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Pointing at the bulletin letter's date (link) at left will display it's title.
May 6, 2007
Intimacy is a Must

    For centuries the laity believed that intimacy with God was a special vocation given to those who accepted the call to Religious (consecrated) Life.  Those men and women who committed their lives to God by joining a Religious Congregation, were not only respected for sacrificing their lives for the good of the Church but they were also seen as being the only members of the church who were expected to pray in such a manner as to develop an intimate relationship with God.  Both the religious and the laity believed this. 

    Since the Vatican Council in the mid 60's, the church has made an effort to re-visit this notion of intimacy and relationship.  Theologians have come to realize that all baptized people have a vocation (calling) to holiness.  This involves developing an intimate relationship with the God who loves us and wants us to love Him.  The problem lies in the factor of TIME. Monks and nuns are seen as having plenty of time to pray but the laity, who have day jobs and families, don’t have the luxury of this much time.  Their time is very limited.  Prayer is seen as a luxury indeed.  For the believing baptized Christian, this is a false notion that must be corrected.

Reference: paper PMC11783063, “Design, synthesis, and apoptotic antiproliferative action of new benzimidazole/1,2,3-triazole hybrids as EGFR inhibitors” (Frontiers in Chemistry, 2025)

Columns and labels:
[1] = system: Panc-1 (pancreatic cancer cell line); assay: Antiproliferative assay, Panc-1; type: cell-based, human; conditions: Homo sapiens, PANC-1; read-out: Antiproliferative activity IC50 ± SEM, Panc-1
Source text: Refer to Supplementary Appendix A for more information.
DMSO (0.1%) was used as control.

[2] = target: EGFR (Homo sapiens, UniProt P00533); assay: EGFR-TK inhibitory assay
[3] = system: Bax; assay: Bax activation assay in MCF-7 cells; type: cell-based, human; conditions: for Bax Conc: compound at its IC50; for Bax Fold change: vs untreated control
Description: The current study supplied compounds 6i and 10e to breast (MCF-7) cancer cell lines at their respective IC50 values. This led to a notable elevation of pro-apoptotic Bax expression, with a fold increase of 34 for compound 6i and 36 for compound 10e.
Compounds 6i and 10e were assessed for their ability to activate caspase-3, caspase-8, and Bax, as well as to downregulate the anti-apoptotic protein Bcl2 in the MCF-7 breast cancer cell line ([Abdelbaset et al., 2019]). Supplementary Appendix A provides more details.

What are we to do about this problem? How can we make more time in a day?  What important responsibility must we cast aside in order to find time to pray?  Doesn’t God understand that we are too busy to act like nuns and monks?  The answer to the above questions are quite simple.  We do not have to make more time in the day, nor are we expected to relinquish our responsibilities.  And yes, God understands perfectly well.  Let’s look at a few possible scenarios for our busy, lay lives.

    First of all, prayer is necessary, it is not an option.  However, there are various types of prayer.  The definition of prayer is communication with God.  It does not necessarily mean that we must stop what we are doing in order to recite prayers.  What it does mean is that we must be aware of God’s presence in our everyday life.  Once we are aware, we must spend time communicating with him.  A perfect example of this is the use of cell phones.  When you want to communicate with your spouse of your children, you do not necessarily spend a half hour talking to them face to face.  You make a quick call on your cell phone.  The call sends the message that you are thinking of them and love them and perhaps you are worried or anxious in some way.  The same can be done with God.  The Good News is that our “calls” are free and, the batteries never need re-charging.
   
    A second point to remember is that prayer includes many types of emotions and topics to be discussed.  When we communicate with someone we love, we do not limit ourselves to asking for favors.  Limiting our style of prayer can lead to boredom or perhaps, even guilt.  After hearing ourselves repeat the same old thing over and over we begin believing that God doesn’t want to hear it any more.  And, perhaps we are right.  What prevents us from changing our lines once in a while?  There are times when it is absolutely appropriate to ask God for a favor.  There are other times when we should be thanking him for being in our lives.  And still other times when we can simply talk to Him about our problems without asking anything, just talking, from the heart, like you would with a friend.  This can be done in a car or standing in line in a bank or in a grocery store.
The idea is to spend some time, even if it’s a few seconds, talking to God.   Let’s try at least one of the above this week.
                            Lorette P. Nault